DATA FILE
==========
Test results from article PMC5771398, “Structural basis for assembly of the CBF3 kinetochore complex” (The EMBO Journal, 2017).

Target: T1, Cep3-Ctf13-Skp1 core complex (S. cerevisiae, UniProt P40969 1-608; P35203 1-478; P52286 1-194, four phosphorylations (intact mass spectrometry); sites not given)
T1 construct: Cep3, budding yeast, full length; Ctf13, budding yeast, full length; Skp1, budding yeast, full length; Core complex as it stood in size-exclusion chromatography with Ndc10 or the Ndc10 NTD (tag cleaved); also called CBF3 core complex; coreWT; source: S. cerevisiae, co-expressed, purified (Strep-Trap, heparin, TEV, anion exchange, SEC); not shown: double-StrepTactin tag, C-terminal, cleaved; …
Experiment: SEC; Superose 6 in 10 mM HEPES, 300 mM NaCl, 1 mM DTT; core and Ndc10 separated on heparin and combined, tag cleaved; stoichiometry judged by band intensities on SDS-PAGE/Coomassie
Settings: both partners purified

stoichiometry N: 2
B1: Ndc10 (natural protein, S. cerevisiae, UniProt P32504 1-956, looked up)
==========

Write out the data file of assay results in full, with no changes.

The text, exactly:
Test results from article PMC5771398, “Structural basis for assembly of the CBF3 kinetochore complex” (The EMBO Journal, 2017).

Target: T1, Cep3-Ctf13-Skp1 core complex (S. cerevisiae, UniProt P40969 1-608; P35203 1-478; P52286 1-194, four phosphorylations (intact mass spectrometry); sites not given)
T1 construct: Cep3, budding yeast, full length; Ctf13, budding yeast, full length; Skp1, budding yeast, full length; Core complex as it stood in size-exclusion chromatography with Ndc10 or the Ndc10 NTD (tag cleaved); also called CBF3 core complex; coreWT; source: S. cerevisiae, co-expressed, purified (Strep-Trap, heparin, TEV, anion exchange, SEC); not shown: double-StrepTactin tag, C-terminal, cleaved; …
Experiment: SEC; Superose 6 in 10 mM HEPES, 300 mM NaCl, 1 mM DTT; core and Ndc10 separated on heparin and combined, tag cleaved; stoichiometry judged by band intensities on SDS-PAGE/Coomassie
Settings: both partners purified

stoichiometry N: 2
B1: Ndc10 (natural protein, S. cerevisiae, UniProt P32504 1-956, looked up)